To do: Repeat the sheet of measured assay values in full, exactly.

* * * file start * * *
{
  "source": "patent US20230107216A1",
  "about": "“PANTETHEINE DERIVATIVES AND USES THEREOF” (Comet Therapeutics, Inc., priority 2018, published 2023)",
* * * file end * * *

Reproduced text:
{
  "source": "patent US20230107216A1",
  "about": "“PANTETHEINE DERIVATIVES AND USES THEREOF” (Comet Therapeutics, Inc., priority 2018, published 2023)",